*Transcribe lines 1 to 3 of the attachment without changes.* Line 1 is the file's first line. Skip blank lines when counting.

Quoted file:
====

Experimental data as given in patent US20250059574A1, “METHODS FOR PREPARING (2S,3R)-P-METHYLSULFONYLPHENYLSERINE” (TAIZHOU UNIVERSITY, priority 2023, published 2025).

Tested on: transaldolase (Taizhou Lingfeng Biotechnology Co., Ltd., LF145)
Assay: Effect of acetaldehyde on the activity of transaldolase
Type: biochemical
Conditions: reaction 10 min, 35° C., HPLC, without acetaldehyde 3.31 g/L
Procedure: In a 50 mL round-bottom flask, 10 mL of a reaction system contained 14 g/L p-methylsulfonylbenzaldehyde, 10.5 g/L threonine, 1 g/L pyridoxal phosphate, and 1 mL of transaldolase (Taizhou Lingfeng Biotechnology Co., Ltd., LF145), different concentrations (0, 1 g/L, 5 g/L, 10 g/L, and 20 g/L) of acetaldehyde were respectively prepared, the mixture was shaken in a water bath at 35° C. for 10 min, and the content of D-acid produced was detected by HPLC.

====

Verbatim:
Experimental data as given in patent US20250059574A1, “METHODS FOR PREPARING (2S,3R)-P-METHYLSULFONYLPHENYLSERINE” (TAIZHOU UNIVERSITY, priority 2023, published 2025).

Tested on: transaldolase (Taizhou Lingfeng Biotechnology Co., Ltd., LF145)
Assay: Effect of acetaldehyde on the activity of transaldolase